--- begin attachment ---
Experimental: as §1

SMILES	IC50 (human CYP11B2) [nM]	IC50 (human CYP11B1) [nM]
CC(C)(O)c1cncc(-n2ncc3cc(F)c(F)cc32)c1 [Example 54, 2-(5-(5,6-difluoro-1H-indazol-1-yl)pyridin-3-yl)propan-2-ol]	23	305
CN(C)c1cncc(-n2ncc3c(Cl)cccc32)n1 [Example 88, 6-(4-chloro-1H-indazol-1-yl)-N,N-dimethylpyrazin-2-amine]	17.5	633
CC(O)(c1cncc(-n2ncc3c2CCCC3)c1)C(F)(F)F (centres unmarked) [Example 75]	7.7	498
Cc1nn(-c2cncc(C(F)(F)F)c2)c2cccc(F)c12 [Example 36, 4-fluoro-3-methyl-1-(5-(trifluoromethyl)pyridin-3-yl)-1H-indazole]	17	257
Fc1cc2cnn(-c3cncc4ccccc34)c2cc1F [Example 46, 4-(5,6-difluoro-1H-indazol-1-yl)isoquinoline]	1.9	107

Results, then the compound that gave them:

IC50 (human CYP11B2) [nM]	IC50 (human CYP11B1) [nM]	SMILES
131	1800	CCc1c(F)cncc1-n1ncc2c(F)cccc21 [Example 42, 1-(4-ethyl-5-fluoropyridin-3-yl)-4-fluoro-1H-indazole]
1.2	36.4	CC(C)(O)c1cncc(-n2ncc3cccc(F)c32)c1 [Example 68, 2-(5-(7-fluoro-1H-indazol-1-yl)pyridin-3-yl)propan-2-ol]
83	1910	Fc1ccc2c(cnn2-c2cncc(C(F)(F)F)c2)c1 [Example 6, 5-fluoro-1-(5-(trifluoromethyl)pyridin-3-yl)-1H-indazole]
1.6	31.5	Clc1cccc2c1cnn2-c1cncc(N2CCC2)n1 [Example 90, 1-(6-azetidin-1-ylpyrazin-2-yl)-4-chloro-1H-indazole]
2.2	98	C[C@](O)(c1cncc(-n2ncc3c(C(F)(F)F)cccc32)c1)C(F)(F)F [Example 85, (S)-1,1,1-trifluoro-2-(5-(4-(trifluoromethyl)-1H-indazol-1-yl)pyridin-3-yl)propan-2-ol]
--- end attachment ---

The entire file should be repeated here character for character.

Experimental: as §1

SMILES	IC50 (human CYP11B2) [nM]	IC50 (human CYP11B1) [nM]
CC(C)(O)c1cncc(-n2ncc3cc(F)c(F)cc32)c1 [Example 54, 2-(5-(5,6-difluoro-1H-indazol-1-yl)pyridin-3-yl)propan-2-ol]	23	305
CN(C)c1cncc(-n2ncc3c(Cl)cccc32)n1 [Example 88, 6-(4-chloro-1H-indazol-1-yl)-N,N-dimethylpyrazin-2-amine]	17.5	633
CC(O)(c1cncc(-n2ncc3c2CCCC3)c1)C(F)(F)F (centres unmarked) [Example 75]	7.7	498
Cc1nn(-c2cncc(C(F)(F)F)c2)c2cccc(F)c12 [Example 36, 4-fluoro-3-methyl-1-(5-(trifluoromethyl)pyridin-3-yl)-1H-indazole]	17	257
Fc1cc2cnn(-c3cncc4ccccc34)c2cc1F [Example 46, 4-(5,6-difluoro-1H-indazol-1-yl)isoquinoline]	1.9	107

Results, then the compound that gave them:

IC50 (human CYP11B2) [nM]	IC50 (human CYP11B1) [nM]	SMILES
131	1800	CCc1c(F)cncc1-n1ncc2c(F)cccc21 [Example 42, 1-(4-ethyl-5-fluoropyridin-3-yl)-4-fluoro-1H-indazole]
1.2	36.4	CC(C)(O)c1cncc(-n2ncc3cccc(F)c32)c1 [Example 68, 2-(5-(7-fluoro-1H-indazol-1-yl)pyridin-3-yl)propan-2-ol]
83	1910	Fc1ccc2c(cnn2-c2cncc(C(F)(F)F)c2)c1 [Example 6, 5-fluoro-1-(5-(trifluoromethyl)pyridin-3-yl)-1H-indazole]
1.6	31.5	Clc1cccc2c1cnn2-c1cncc(N2CCC2)n1 [Example 90, 1-(6-azetidin-1-ylpyrazin-2-yl)-4-chloro-1H-indazole]
2.2	98	C[C@](O)(c1cncc(-n2ncc3c(C(F)(F)F)cccc32)c1)C(F)(F)F [Example 85, (S)-1,1,1-trifluoro-2-(5-(4-(trifluoromethyl)-1H-indazol-1-yl)pyridin-3-yl)propan-2-ol]